Pharmaceutical Sales Secrets Revealed by Pat Riley
How do I get into Pharmaceutical Sales?
As a 6-year veteran of pharmaceutical sales recruiting,
I hear this question at least 77 times a day.
Breaking into pharmaceutical sales is hard work.
Throughout life, you learn "life rules" like "respect
your elders" and "wear a shirt at the dinner table".
Likewise, there are pharmaceutical job-hunting rules secrets.
Only nobody has told you them. However, I'm going to tell you
a couple of my secrets, but not all of them, because I still want
to earn a living in my industry of choice.
Speaking with a pharmaceutical sales representative
or district manager is probably the best way to break into the
industry. You want to build a relationship with existing pharmaceutical
sales representatives and district managers for several reasons.
The referral usually carries more weight than a resume from
any other source. Second, they know the industry and might be
able to provide you with a list of contact names (i.e., other
sales representatives, hiring managers, or recruiters. Working
through recruiters and career jobs boards should also be fully
utilized to maximize your job search efforts.
Accomplishments are crucial to a great resume
because they articulate your professional performance or results.
Hiring managers use your past performance as a key indicator
to predict your future performance (i.e., if you were a quota
buster in your last position, you will most likely be a quota
buster in your next position). Accomplishments should be objective,
quantitative, and measurable. Hiring managers like to see "dollars,
numbers, and percents" on your resume. Also, use bullet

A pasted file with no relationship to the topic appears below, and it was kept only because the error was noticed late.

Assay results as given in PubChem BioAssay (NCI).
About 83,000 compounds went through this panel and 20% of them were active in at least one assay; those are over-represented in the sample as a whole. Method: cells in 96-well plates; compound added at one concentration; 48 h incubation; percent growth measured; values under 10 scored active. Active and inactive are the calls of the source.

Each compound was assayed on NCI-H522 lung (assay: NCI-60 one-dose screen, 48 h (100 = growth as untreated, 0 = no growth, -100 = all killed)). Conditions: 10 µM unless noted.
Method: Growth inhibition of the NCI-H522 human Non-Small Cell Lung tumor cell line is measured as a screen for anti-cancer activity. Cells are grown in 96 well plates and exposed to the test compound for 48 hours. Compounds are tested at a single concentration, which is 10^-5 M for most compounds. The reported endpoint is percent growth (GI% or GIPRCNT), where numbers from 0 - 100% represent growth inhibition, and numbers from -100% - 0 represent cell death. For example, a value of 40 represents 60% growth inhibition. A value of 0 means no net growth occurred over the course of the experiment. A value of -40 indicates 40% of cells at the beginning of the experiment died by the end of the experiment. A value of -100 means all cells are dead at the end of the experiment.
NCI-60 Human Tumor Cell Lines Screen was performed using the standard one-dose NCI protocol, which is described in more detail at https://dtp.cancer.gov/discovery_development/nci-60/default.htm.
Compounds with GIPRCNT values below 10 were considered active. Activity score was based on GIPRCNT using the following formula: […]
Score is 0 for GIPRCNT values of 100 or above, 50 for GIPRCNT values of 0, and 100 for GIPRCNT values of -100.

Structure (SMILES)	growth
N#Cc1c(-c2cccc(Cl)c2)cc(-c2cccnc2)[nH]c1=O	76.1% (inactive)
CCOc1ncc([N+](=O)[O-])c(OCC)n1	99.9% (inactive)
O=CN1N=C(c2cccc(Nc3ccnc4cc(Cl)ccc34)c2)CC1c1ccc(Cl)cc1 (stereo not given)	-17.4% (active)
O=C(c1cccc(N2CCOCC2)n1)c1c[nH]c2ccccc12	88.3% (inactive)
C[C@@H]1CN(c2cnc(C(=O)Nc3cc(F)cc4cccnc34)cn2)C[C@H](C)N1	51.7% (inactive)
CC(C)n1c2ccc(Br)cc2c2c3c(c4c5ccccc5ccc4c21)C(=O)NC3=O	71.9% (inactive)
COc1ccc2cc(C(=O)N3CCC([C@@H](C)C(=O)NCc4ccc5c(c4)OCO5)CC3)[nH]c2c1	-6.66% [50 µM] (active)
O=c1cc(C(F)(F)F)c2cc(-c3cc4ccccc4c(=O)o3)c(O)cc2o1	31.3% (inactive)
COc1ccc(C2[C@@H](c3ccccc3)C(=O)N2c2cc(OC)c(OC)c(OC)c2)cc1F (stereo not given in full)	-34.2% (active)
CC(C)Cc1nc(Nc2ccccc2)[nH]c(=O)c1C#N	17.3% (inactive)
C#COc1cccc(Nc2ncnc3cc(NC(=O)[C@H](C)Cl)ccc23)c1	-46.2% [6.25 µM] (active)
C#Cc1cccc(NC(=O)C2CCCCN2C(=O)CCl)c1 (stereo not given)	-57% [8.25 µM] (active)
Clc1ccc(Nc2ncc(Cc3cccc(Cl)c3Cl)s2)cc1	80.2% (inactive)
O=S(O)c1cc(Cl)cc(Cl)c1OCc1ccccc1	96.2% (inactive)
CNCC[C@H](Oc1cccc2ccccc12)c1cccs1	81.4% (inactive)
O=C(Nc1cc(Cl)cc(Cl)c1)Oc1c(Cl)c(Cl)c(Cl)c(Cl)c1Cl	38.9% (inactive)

points to set off your accomplishments. Do not bury your accomplishments
in paragraph form.
A pharmaceutical sales interview is like no
other type of interview. You must be prepared for the SITUATION,
ACTION AND OUTCOME type of interview questions. Situational
questions will be asked and your answers must include the actions
taken and the outcome of your actions.
For example: How did you turn around a "hostile" relationship
into a sale?
I inherited an account that had our equipment in it ten years
ago. The equipment, billing process, and the sales representative
were horrible and now the clients will not return my calls. He
said he would never buy another piece of " X " equipment.
First of all, I did not take it personally but listened, and let
him know I understood his ill will toward our company. Over the
next several months, he opened up to exploring how our company
had changed for the better. He allowed me to explore his account's
needs and demonstrate our solutions.
Ten months after taking over the account, I sold $$ worth of equipment
to this client.